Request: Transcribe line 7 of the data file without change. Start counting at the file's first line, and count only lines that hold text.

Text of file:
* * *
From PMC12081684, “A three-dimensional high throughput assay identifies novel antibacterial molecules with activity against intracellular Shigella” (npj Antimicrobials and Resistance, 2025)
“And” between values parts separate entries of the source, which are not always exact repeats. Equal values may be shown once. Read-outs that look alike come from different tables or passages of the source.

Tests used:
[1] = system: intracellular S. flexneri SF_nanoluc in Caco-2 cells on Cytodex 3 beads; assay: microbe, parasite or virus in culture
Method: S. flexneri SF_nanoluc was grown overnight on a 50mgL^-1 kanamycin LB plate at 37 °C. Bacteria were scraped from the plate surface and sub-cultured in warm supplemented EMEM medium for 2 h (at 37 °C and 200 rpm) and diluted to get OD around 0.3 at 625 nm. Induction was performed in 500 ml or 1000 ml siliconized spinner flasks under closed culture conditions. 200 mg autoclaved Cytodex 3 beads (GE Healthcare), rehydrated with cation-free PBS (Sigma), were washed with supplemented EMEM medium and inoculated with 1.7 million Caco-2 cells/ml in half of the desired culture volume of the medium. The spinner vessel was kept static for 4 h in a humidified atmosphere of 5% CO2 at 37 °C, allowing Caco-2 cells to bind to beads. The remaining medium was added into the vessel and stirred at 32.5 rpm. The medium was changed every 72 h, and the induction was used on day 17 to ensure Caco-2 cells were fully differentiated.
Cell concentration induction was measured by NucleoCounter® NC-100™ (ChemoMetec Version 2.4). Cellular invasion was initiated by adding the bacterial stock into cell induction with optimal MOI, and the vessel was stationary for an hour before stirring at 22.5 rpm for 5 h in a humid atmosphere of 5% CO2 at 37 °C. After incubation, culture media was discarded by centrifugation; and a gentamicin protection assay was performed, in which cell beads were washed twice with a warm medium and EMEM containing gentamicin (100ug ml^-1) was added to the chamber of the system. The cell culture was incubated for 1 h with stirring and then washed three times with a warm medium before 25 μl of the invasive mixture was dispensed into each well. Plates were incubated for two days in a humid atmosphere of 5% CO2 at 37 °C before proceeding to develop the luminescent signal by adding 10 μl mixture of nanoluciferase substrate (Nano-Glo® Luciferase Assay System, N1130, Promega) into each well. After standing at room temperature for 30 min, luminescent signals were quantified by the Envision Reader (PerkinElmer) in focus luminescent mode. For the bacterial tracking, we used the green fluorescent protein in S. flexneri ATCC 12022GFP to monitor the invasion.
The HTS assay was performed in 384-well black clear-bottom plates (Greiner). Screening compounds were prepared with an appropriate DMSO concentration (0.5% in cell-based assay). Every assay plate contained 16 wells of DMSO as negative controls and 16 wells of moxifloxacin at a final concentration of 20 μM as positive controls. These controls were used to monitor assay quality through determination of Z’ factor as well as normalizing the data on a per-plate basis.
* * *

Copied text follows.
The HTS assay was performed in 384-well black clear-bottom plates (Greiner). Screening compounds were prepared with an appropriate DMSO concentration (0.5% in cell-based assay). Every assay plate contained 16 wells of DMSO as negative controls and 16 wells of moxifloxacin at a final concentration of 20 μM as positive controls. These controls were used to monitor assay quality through determination of Z’ factor as well as normalizing the data on a per-plate basis.